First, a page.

A witness is a person who has first hand knowledge of some fact related, directly or indirectly, to an incident.
The first step is to identify and speak to witnesses, initially briefly, to ascertain what information they can contribute to the actual event and the normal procedures that were in place. As each factor is identified, appropriate photographs, samples and sketches should be taken or made, together with a notation of the time this was done.
From this list of witnesses the investigator needs to prioritise the order in which to interview them, taking into account the fragility of their evidence, and commencing with eye witnesses to the event or incident. People who can only advise on the usual work practice or procedure would receive a much lower priority.
The investigator then needs to determine the method of recording what the witness has to say. This will be strongly influenced by the type of investigation being undertaken. If the investigation is being undertaken by a statutory authority, it is highly likely that they will insist on a written, signed statement or a record of interview which is initially taped and then transcribed into a written format. This requirement is necessary to preserve the evidence in a permanent record for reporting to other authorities, and for evidence for legal purposes if deemed necessary. The main advantage of a record of interview that is taped is that you have a verbatim record of what a person said – not what you thought they said.
When taping a record of interview it is important to record on the tape the time the interview starts and finishes and the time any interruptions take place. The reason for recording the time is to have a permanent record of the time it took to record the interview which can be used to prove that nothing has been added to, or deleted from, the recorded interview.
Inquiry agents will also take some written statements, once again for future legal processes if they are commenced.
In other circumstances the investigator may prefer to make notes of what is said, the ultimate objective is to have a written record of all the facts so that a word picture can be prepared of all events leading up to and including the incident, which can then be presented in a report. Evidence that is collaborated can be recorded in confidence. Uncorroborated evidence needs to be treated with caution, although not discounted unless collaborated evidence refutes it.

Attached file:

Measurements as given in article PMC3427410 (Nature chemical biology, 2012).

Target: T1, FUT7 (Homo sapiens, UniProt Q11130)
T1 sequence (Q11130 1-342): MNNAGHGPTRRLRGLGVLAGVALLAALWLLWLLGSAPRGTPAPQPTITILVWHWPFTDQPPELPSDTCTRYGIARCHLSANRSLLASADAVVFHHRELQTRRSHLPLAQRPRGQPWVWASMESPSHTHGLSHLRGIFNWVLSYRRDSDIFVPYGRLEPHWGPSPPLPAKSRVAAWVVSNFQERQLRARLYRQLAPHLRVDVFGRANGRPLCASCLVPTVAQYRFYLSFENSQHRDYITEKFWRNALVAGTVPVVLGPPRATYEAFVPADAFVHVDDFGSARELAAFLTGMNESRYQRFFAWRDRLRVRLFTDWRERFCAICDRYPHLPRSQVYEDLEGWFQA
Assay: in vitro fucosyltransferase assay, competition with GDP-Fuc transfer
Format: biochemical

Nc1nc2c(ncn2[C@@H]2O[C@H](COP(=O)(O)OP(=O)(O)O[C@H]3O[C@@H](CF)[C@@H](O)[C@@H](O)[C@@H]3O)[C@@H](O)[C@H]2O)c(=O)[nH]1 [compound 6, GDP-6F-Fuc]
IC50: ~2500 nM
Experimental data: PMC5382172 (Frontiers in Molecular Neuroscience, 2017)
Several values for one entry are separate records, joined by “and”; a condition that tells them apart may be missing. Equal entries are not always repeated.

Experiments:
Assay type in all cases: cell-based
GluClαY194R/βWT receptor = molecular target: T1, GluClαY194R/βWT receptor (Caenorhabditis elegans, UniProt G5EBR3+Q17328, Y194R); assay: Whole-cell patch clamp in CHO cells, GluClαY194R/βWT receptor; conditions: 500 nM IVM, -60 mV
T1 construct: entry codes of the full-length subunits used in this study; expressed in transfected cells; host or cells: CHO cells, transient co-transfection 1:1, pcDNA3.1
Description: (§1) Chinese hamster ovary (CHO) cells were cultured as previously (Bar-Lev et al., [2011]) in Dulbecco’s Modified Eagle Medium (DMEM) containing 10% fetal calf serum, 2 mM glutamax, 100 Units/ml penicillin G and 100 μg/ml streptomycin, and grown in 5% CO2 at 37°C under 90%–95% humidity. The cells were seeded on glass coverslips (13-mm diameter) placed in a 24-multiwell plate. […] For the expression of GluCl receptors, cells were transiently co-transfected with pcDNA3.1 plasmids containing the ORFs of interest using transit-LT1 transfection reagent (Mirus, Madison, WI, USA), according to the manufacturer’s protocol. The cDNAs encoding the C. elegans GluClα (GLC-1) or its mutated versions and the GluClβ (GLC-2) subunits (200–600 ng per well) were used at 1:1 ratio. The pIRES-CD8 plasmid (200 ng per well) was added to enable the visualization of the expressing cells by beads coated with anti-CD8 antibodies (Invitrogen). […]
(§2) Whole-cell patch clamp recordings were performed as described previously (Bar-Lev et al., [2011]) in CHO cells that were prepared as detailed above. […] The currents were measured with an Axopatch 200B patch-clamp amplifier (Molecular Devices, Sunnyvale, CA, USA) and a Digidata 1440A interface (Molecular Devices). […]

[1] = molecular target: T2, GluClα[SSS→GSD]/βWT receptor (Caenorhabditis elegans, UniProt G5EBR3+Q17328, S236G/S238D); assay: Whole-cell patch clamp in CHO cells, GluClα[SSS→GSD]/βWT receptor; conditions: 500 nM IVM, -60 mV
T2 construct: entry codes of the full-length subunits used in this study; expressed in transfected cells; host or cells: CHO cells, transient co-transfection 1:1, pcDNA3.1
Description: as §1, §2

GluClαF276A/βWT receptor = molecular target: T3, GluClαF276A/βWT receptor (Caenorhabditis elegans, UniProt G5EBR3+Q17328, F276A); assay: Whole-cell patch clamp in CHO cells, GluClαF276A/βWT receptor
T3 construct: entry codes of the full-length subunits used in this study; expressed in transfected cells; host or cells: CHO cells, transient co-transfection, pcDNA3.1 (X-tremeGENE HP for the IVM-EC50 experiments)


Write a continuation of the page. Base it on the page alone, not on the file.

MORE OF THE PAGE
Apart from an incident victim people rarely observe the full circumstances of an incident and not being trained observers rarely see in detail what they are looking at and even if they do, they cannot remember the detail. The investigator will need to ask appropriate questions in order to obtain relevant answers. The investigator should attempt to gain rapport with the witness. It is a good idea to commence with some general conversation to relax the person and give them confidence in replying to questions, for example, conversation about their own job, their own list of duties and generic questions about the workplace.
The investigator also has to be extremely careful not to influence the witness by the type of questions they ask, any mannerisms they may display, or any reactions to questions that may give the impression of the type of answers they should give.
In the preliminary overview of the incident scene and discussions with potential witnesses, the investigator should be developing a clear picture of the process that was taking place before and leading up to the incident. If any gaps appear in the picture the investigator can then formulate meaningful questions to elicit information from the witnesses.
Whilst an interview is in progress a witness may provide information that has not previously been identified or recorded as part of the process or equipment involved in the incident. It may be necessary, as a result of this new information, to change or add to the questions being asked, and in some cases, re-interview persons who have already been interviewed.
A recorded witness statement, either in writing or electronically, should be considered as a confidential communication between two people, and as such, this confidentiality should be respected. It is perfectly acceptable to use the information gleaned in the interview in any subsequent report, however the copies of the person’s statement should not be given to a third party without firstly obtaining the permission of the witness.
You will learn how to interview witnesses during the unit: Participate in the Investigation of Incidents which is one of nine units that contribute to your Certificate IV in Occupational Health and Safety.